Assessment of Left Ventricular Contractility and Loading Conditions Under Continuous-flow Left Ventricular Assist Device Support

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Embargoed until 2021-03-01
Copyright: Jain, Pankaj
Continuous-flow left ventricular assist devices (cf-LVADs) now form a cornerstone of the treatment of advanced heart failure. With their increasing use, improving our understanding of the mechanical, histopathological and physiological interactions between these devices and the patients in whom they are implanted is paramount. Initially, through non-invasive assessment of the impact of dynamic manoeuvres on the pump flow waveform and left ventricular dimensions, I demonstrate that changes in afterload pressure, posture and intrathoracic pressure have significant and highly variable effects on pump flow. The relationship between the intrathoracic pressure changes, loading conditions and pump flow is then assessed invasively, with low preload, low arterial resistance and increased ventricular-arterial coupling predictive of pulsatility loss and suction events during modified Valsalva manoeuvre. Using a pulsatile mock loop circulation, I assess the contribution of the outflow conduit to pump afterload. Haemodynamically significant gradients can be generated across an unobstructed HVAD outflow graft, and their magnitude predicted using an empirically derived model incorporating conduit diameter, mean pump flow, systolic dQdt and conduit length. I then demonstrate in vivo that some degree of tissue ingrowth into the cf-LVAD outflow graft due to acute inflammatory, chronic inflammatory, fibrotic or neointimal reaction is a near-universal phenomenon and is associated with a small but measurable decrease in pump flow and flow pulsatility over time. In order to enable an integrated assessment of left ventricular contractility, energetics and loading conditions, I describe a method to derive pressure-volume loops using non-invasive inputs that are readily available in the clinic setting. This method is validated invasively by assessing its ability to detect predictable pharmacodynamic effects of intravenous Milrinone. Finally, I utilise this pressure-volume derivation in order to assess the haemodynamic effects of exercise, revealing increased left ventricular contraction that is likely driven by increased preload, and profoundly diminished unloading effect of increased pump speed during exercise. Overall, this thesis sheds light on the complex interplay between ventricular contractility, loading conditions and cf-LVAD performance under ‘real-world’ conditions, with significant implications for both clinical practice and future research in this area.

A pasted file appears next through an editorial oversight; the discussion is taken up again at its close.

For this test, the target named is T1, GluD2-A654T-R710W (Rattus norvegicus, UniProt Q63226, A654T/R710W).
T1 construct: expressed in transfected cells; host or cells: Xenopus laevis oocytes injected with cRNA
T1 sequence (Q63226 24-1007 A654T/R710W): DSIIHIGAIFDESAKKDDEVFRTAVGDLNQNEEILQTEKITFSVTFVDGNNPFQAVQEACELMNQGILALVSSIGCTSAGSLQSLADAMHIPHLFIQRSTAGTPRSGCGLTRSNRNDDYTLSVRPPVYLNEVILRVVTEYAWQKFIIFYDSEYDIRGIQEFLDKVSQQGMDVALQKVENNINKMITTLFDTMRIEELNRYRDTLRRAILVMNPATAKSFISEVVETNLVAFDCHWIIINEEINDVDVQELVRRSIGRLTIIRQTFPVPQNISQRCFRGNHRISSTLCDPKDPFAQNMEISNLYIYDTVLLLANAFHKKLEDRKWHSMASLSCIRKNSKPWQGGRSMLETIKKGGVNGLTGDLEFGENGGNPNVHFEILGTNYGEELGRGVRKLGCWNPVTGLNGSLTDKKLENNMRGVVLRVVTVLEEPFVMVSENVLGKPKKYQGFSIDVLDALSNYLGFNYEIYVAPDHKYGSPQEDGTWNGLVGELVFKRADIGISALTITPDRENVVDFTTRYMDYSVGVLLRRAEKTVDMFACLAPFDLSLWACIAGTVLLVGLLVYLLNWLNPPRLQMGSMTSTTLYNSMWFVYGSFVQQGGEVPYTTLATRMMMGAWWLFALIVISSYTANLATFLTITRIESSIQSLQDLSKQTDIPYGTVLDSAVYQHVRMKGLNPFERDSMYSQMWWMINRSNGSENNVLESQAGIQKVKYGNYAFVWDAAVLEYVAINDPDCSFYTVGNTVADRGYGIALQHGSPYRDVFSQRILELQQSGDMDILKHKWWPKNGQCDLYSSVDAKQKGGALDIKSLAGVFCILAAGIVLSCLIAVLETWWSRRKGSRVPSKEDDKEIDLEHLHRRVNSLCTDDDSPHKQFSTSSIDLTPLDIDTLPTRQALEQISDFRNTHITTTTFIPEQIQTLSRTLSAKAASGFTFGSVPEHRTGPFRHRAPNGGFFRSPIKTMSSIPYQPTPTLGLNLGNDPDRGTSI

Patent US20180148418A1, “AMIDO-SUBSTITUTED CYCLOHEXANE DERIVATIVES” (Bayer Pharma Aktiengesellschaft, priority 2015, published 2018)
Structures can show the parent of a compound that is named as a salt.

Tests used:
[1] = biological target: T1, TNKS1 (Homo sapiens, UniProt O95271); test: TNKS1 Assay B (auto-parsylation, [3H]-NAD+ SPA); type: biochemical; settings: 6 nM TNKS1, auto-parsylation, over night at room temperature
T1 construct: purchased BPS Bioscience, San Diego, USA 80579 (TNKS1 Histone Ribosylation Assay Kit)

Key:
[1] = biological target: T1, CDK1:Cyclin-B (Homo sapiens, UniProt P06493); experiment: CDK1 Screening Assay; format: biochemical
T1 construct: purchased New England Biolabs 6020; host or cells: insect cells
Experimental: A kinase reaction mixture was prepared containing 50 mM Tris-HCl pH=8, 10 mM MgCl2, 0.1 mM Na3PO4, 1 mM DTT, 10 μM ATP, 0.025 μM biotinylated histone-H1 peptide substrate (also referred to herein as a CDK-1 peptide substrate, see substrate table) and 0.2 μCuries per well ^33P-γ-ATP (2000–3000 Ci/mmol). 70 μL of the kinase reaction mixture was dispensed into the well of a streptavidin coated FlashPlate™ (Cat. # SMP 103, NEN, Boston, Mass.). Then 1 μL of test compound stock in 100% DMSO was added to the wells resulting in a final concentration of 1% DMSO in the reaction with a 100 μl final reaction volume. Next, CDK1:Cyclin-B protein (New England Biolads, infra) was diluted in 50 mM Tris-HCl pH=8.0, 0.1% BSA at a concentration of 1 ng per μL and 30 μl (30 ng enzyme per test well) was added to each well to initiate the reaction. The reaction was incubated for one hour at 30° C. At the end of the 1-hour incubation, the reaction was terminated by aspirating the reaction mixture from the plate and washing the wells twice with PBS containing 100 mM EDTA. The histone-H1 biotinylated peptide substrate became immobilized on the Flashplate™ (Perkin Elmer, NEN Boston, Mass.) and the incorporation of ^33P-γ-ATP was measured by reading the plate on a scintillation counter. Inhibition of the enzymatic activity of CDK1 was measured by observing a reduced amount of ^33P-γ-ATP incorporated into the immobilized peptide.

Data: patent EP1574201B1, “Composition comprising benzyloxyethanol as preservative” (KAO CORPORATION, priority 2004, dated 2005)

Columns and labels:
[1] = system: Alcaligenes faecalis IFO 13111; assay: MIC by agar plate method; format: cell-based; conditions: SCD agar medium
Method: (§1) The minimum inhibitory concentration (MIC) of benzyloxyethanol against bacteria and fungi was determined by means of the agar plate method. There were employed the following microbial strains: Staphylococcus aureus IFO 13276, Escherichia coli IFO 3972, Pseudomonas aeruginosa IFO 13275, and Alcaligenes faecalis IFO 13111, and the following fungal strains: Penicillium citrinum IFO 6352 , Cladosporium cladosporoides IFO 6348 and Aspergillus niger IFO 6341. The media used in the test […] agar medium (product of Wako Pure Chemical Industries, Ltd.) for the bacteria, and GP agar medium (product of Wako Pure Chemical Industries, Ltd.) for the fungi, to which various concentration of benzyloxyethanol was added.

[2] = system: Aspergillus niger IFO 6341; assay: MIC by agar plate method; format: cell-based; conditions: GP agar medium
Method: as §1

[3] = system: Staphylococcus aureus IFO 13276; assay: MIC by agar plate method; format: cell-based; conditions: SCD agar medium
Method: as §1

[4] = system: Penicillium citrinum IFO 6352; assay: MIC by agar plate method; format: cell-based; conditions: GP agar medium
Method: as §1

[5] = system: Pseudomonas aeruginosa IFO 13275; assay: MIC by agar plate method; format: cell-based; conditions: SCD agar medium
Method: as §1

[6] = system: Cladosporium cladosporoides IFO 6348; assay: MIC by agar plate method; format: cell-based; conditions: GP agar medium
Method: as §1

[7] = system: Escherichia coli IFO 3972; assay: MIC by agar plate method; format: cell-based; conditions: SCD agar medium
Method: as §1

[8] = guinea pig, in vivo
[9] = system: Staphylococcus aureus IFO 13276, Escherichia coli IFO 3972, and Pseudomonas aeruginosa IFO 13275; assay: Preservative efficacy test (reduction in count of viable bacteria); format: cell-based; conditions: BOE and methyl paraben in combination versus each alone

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Jain, Pankaj
Hayward, Christopher
Macdonald, Peter
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PhD Doctorate
UNSW Faculty
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